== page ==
Death Penalty Sought For Redwood City Man Accused of Molesting, Killing Girlfriend's Baby - NBC Bay Area
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Death Penalty Sought For Redwood City Man Accused of Molesting, Killing Girlfriend's Baby

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    The San Mateo County District Attorney's Office has announced plans to seek the death penalty for a Redwood City man accused of sexually assaulting his girlfriend's infant daughter before beating her to death in Aug. 2015.

    Daniel Contreras, 29, had been dating the infant's mother for roughly two months when she left 17-month-old Evelyn alone with him for the first time on Aug. 6, 2015.

    After she left, Contreras allegedly spent hours repeatedly sexually assaulting the baby. When Evelyn wouldn't stop crying, Contreras beat her - resulting in multiple skull fractures, according to prosecutors.

    By the time police arrived at the residence in the 400 block of Madison Avenue in Redwood City around 2:30 p.m. Evelyn was already dead.

    Contreras claimed the infant had been injured falling off a changing table, but an autopsy determined that was not the case. He was arrested two days later.

    Contreras has been charged with murder occurring during the commission of forcible lewd acts on a child, assaulting the child resulting in her death and three separate counts of forcible lewd acts on a child.

    Defense attorney James Thompson said Tuesday he's astonished that the District Attorney's Office thought this was an appropriate case in which to seek the death penalty.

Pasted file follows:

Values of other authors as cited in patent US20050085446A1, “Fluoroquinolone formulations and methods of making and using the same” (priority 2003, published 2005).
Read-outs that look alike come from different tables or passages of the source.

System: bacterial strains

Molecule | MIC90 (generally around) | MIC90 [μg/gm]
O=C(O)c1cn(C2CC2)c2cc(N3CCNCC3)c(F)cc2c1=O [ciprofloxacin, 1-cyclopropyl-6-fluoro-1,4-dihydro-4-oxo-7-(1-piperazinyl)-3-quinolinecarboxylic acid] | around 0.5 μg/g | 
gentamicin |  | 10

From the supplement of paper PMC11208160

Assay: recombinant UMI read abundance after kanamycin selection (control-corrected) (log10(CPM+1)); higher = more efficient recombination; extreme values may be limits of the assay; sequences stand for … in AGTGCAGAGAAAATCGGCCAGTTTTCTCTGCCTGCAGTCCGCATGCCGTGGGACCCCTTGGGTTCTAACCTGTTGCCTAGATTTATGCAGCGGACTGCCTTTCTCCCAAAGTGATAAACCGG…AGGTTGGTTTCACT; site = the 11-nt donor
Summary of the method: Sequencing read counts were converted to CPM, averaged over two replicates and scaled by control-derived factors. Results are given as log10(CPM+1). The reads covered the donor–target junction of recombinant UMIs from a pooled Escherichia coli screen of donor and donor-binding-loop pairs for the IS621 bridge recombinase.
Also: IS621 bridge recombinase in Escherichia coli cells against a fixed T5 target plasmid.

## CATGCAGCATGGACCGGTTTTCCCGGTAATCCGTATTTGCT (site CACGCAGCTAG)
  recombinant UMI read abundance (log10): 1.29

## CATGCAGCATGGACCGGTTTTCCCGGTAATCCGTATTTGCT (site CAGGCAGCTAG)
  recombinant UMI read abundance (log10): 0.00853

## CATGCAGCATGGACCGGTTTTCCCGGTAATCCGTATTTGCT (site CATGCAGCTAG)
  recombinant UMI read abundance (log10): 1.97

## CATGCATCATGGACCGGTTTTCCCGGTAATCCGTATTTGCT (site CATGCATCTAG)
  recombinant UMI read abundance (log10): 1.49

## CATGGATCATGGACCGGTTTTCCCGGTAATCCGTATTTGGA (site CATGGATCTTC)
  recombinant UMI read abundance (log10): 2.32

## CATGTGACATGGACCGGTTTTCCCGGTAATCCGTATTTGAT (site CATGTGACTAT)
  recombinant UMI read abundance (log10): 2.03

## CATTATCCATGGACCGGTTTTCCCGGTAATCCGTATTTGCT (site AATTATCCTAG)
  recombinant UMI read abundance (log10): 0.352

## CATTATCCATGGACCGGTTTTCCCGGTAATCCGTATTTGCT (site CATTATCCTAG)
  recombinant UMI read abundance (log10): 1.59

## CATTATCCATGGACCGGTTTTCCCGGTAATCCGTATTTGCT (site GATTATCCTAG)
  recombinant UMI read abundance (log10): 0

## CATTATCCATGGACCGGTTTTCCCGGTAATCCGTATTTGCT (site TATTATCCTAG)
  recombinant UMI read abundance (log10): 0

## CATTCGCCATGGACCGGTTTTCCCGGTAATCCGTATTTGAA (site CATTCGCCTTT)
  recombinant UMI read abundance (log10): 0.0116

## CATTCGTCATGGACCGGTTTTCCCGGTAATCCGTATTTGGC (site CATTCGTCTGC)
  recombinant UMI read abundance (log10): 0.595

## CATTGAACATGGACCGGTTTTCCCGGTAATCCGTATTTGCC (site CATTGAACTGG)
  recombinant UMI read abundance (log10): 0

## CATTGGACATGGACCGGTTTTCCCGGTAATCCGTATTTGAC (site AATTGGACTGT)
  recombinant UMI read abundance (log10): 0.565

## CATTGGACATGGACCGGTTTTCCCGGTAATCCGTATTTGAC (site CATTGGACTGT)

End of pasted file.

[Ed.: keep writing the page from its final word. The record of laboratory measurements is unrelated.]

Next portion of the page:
In order to secure a conviction for first-degree murder, prosecutors typically have to prove intent to kill on the part of the defendant, but Evelyn's death was unintentional according to Thompson, who added that suspects intending to kill their victim often use techniques likely to cause death such as shooting, stabbing or choking them.

    "There's a lot of ways to kill someone if you intend to kill them," Thompson said. "This is not one of those cases."

    Thompson also disputed the prosecution's description of the interaction between Contreras and Evelyn as a "beating," saying that might be the wrong word.

    "Even if they think it was a beating, people get beaten to death without the person beating them intending to kill them," Thompson said.

    Supervising District Attorney Sean Gallagher said intent is always an issue in every criminal case, but you can secure a murder conviction without proving a specific intent to kill.

    "When you get to the question of first-degree murder and special circumstances, then it becomes more relevant," Gallagher said. "The problem is there are exceptions."

    Contreras pleaded not guilty Aug. 18, 2015, and remains in custody on no-bail status. He is scheduled to return to court on April 12.

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